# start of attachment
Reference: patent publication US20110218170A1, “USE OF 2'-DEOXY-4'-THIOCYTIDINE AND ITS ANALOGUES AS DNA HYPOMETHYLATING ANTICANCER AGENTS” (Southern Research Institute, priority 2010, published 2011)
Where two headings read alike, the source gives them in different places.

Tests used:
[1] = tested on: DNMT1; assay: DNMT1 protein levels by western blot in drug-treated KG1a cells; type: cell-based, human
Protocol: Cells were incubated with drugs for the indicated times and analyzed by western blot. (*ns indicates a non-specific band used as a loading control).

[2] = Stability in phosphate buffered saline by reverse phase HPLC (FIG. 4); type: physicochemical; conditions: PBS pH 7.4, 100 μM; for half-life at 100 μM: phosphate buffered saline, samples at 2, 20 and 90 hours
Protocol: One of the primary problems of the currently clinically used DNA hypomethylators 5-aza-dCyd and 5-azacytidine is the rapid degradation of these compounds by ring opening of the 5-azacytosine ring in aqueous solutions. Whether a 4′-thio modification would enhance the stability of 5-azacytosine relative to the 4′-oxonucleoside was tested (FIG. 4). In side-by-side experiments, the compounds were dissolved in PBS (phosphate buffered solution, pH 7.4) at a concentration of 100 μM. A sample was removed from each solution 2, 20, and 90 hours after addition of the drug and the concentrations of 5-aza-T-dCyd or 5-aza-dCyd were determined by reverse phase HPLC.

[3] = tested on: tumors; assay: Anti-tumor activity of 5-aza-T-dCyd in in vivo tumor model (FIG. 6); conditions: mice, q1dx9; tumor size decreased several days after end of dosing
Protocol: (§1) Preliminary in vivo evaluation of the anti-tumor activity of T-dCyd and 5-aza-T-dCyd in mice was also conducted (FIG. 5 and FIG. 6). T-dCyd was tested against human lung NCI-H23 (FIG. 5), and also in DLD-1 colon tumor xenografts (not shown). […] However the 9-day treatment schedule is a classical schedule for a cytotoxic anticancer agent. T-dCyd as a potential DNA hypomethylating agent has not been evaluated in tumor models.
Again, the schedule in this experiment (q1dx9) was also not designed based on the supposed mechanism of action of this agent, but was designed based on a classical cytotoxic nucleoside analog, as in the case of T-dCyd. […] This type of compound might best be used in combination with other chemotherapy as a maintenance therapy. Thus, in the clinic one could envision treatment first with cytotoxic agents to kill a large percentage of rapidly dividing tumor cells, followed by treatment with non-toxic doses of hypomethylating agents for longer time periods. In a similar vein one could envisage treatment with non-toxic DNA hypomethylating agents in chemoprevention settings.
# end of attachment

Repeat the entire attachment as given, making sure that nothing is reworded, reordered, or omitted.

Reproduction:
Reference: patent publication US20110218170A1, “USE OF 2'-DEOXY-4'-THIOCYTIDINE AND ITS ANALOGUES AS DNA HYPOMETHYLATING ANTICANCER AGENTS” (Southern Research Institute, priority 2010, published 2011)
Where two headings read alike, the source gives them in different places.

Tests used:
[1] = tested on: DNMT1; assay: DNMT1 protein levels by western blot in drug-treated KG1a cells; type: cell-based, human
Protocol: Cells were incubated with drugs for the indicated times and analyzed by western blot. (*ns indicates a non-specific band used as a loading control).

[2] = Stability in phosphate buffered saline by reverse phase HPLC (FIG. 4); type: physicochemical; conditions: PBS pH 7.4, 100 μM; for half-life at 100 μM: phosphate buffered saline, samples at 2, 20 and 90 hours
Protocol: One of the primary problems of the currently clinically used DNA hypomethylators 5-aza-dCyd and 5-azacytidine is the rapid degradation of these compounds by ring opening of the 5-azacytosine ring in aqueous solutions. Whether a 4′-thio modification would enhance the stability of 5-azacytosine relative to the 4′-oxonucleoside was tested (FIG. 4). In side-by-side experiments, the compounds were dissolved in PBS (phosphate buffered solution, pH 7.4) at a concentration of 100 μM. A sample was removed from each solution 2, 20, and 90 hours after addition of the drug and the concentrations of 5-aza-T-dCyd or 5-aza-dCyd were determined by reverse phase HPLC.

[3] = tested on: tumors; assay: Anti-tumor activity of 5-aza-T-dCyd in in vivo tumor model (FIG. 6); conditions: mice, q1dx9; tumor size decreased several days after end of dosing
Protocol: (§1) Preliminary in vivo evaluation of the anti-tumor activity of T-dCyd and 5-aza-T-dCyd in mice was also conducted (FIG. 5 and FIG. 6). T-dCyd was tested against human lung NCI-H23 (FIG. 5), and also in DLD-1 colon tumor xenografts (not shown). […] However the 9-day treatment schedule is a classical schedule for a cytotoxic anticancer agent. T-dCyd as a potential DNA hypomethylating agent has not been evaluated in tumor models.
Again, the schedule in this experiment (q1dx9) was also not designed based on the supposed mechanism of action of this agent, but was designed based on a classical cytotoxic nucleoside analog, as in the case of T-dCyd. […] This type of compound might best be used in combination with other chemotherapy as a maintenance therapy. Thus, in the clinic one could envision treatment first with cytotoxic agents to kill a large percentage of rapidly dividing tumor cells, followed by treatment with non-toxic doses of hypomethylating agents for longer time periods. In a similar vein one could envisage treatment with non-toxic DNA hypomethylating agents in chemoprevention settings.